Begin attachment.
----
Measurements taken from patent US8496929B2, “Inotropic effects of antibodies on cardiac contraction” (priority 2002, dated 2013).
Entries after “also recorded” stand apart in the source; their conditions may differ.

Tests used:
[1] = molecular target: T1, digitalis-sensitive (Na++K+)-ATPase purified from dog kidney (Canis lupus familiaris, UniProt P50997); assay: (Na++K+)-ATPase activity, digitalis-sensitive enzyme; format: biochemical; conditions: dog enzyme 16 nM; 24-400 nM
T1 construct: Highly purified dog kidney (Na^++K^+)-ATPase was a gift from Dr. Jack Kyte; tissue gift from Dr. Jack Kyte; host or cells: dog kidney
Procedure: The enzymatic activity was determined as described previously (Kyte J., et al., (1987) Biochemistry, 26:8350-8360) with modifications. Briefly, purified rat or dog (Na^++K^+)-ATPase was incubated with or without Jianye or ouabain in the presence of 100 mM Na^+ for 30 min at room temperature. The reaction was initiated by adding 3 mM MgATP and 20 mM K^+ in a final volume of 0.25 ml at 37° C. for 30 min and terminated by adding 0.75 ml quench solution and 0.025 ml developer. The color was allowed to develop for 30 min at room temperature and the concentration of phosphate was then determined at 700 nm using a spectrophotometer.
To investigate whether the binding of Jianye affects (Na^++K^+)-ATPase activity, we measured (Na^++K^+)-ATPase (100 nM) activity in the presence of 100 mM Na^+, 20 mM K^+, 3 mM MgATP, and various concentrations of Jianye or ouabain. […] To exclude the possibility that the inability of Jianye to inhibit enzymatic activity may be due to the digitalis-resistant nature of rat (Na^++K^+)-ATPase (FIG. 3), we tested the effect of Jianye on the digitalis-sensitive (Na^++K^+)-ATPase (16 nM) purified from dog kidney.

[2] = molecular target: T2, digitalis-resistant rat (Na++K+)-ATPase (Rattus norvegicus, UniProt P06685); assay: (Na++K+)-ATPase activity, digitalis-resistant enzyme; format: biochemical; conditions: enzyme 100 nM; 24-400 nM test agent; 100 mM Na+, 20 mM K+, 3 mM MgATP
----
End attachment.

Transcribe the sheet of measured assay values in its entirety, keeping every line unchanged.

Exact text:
Measurements taken from patent US8496929B2, “Inotropic effects of antibodies on cardiac contraction” (priority 2002, dated 2013).
Entries after “also recorded” stand apart in the source; their conditions may differ.

Tests used:
[1] = molecular target: T1, digitalis-sensitive (Na++K+)-ATPase purified from dog kidney (Canis lupus familiaris, UniProt P50997); assay: (Na++K+)-ATPase activity, digitalis-sensitive enzyme; format: biochemical; conditions: dog enzyme 16 nM; 24-400 nM
T1 construct: Highly purified dog kidney (Na^++K^+)-ATPase was a gift from Dr. Jack Kyte; tissue gift from Dr. Jack Kyte; host or cells: dog kidney
Procedure: The enzymatic activity was determined as described previously (Kyte J., et al., (1987) Biochemistry, 26:8350-8360) with modifications. Briefly, purified rat or dog (Na^++K^+)-ATPase was incubated with or without Jianye or ouabain in the presence of 100 mM Na^+ for 30 min at room temperature. The reaction was initiated by adding 3 mM MgATP and 20 mM K^+ in a final volume of 0.25 ml at 37° C. for 30 min and terminated by adding 0.75 ml quench solution and 0.025 ml developer. The color was allowed to develop for 30 min at room temperature and the concentration of phosphate was then determined at 700 nm using a spectrophotometer.
To investigate whether the binding of Jianye affects (Na^++K^+)-ATPase activity, we measured (Na^++K^+)-ATPase (100 nM) activity in the presence of 100 mM Na^+, 20 mM K^+, 3 mM MgATP, and various concentrations of Jianye or ouabain. […] To exclude the possibility that the inability of Jianye to inhibit enzymatic activity may be due to the digitalis-resistant nature of rat (Na^++K^+)-ATPase (FIG. 3), we tested the effect of Jianye on the digitalis-sensitive (Na^++K^+)-ATPase (16 nM) purified from dog kidney.

[2] = molecular target: T2, digitalis-resistant rat (Na++K+)-ATPase (Rattus norvegicus, UniProt P06685); assay: (Na++K+)-ATPase activity, digitalis-resistant enzyme; format: biochemical; conditions: enzyme 100 nM; 24-400 nM test agent; 100 mM Na+, 20 mM K+, 3 mM MgATP